This limited-production winery from longtime grape growers Lynn Davis and Rich Evans offers merlot, cabernet franc, petit verdot, viognier and pinot gris. Pack a picnic (and your pup!) for an afternoon in the countryside.
Hill Top Berry Farm & Winery
2800 Berry Hill Rd. (Nellysford)
The bread and butter at this medieval-themed winery is the authentic honey meads and fruit wines. Makes sense, since Hill Top was originally a pick-your-own berry farm prior to its reinvention as a winery. (PYO blackberries are still available in July and August, too!)
Wild Wolf Brewing Company
2461 Rockfish Valley Hwy. (Nellysford)
The home of “howling good beer,” mother/son duo-owned Wild Wolf is as much about the brews (there are always 10-12 house and seasonal beers on tap) as the food, which is locally sourced and served in an outdoor pavilion all year long.
Bold Rock Hard Cider
1020 Rockfish Valley Hwy. (Nellysford)
One of the fastest-growing cideries on the East Coast, Bold Rock can be found on a grocery store shelf near you. But stop by the taproom and you can also take a self-guided tour of the production facility to watch the bottling process or even visit the Cider Museum.
Devils Backbone Brewing Company
200 Mosbys Run (Roseland)
About 20 years ago, a taste of true “craft” beer in Cortina, Italy, planted the seed for owners Steve and Heidi Crandall to start Devils Backbone. Today, the 100- acre Basecamp Brewpub is more than just great beer (though it’s definitely that): There’re bike races, trail run races, festivals and camping, too.
Runner-up: Blue Ridge Parkway
Honorable mention: Shenandoah National Park
Local radio station
106.1 The Corner
Runner-up: 91.9 WNRN
Honorable mention: Hitkicker 99.7
When C-VILLE readers turn their radio dial, they stop it at 106.1 The Corner, where new music is introduced regularly, local artists get airtime and you just might hear a big name act in town for a show who’s stopped by the station to chat and play a few songs for the Corner Lounge. And don’t miss the periodic release of The Corner Music Sampler CDs, which can help you be hip to the newest and coolest songs around. Longtime favorite independent music station WNRN is runner-up, and loyal listeners turn there to enjoy shows like “Acoustic Sunrise” and “Grateful Dead and Phriends.”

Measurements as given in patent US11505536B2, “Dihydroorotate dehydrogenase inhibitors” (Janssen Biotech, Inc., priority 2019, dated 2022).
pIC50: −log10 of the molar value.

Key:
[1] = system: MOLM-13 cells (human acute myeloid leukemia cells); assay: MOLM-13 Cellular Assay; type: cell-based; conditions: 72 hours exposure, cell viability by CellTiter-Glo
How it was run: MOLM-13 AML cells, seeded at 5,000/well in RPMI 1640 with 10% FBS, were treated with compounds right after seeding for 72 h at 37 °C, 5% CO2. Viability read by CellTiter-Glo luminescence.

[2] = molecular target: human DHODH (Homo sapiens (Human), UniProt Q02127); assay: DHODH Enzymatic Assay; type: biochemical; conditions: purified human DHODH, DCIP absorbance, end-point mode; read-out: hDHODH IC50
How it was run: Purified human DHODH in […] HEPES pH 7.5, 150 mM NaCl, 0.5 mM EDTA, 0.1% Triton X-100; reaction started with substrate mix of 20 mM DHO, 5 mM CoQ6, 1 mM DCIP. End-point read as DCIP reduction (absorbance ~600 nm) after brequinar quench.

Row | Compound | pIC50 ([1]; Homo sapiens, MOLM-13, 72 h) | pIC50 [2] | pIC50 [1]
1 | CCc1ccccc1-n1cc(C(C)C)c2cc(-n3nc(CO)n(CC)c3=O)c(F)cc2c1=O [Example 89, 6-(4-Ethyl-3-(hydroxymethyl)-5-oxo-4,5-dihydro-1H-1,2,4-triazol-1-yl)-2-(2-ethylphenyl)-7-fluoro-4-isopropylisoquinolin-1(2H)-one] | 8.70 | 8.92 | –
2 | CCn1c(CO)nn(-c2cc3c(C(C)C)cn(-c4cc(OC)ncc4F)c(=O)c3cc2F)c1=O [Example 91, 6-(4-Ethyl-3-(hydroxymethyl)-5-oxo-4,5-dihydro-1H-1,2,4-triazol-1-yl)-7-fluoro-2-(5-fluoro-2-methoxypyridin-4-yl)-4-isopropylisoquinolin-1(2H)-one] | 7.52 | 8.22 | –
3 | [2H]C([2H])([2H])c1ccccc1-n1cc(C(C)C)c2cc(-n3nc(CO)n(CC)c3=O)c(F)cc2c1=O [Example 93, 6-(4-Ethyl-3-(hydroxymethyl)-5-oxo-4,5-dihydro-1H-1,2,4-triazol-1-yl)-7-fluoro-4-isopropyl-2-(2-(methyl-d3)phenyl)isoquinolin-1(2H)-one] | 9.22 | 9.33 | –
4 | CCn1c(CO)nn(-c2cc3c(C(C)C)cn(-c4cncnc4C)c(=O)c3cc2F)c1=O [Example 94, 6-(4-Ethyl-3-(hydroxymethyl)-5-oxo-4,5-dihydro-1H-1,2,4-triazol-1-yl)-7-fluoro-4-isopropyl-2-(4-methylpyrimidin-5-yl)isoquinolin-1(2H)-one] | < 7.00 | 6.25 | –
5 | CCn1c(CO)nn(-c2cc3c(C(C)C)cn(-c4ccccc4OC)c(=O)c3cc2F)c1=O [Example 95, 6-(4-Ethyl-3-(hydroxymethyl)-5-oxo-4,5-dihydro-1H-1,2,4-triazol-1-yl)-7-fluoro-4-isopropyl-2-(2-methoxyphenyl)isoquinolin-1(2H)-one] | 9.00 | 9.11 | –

Wine & Design
Drink and draw
Creating art in a relaxed environment
In a studio on East Market Street, people of all ages gather for the best art class in Charlottesville. And for this one, they wrap themselves in stylish black smocks and bring several bottles of their favorite wine.
Becca Lewis, an artist and in-structor, stands on a small stage to give her introduction. She assures people attending the class that mistakes happen and they can be painted over. And when she asks the group of about 25 if they have ever been to a Wine & Design art class, she is surprised when eight people raise a hand. Lewis says about 70 percent of people who attend her classes have never painted before.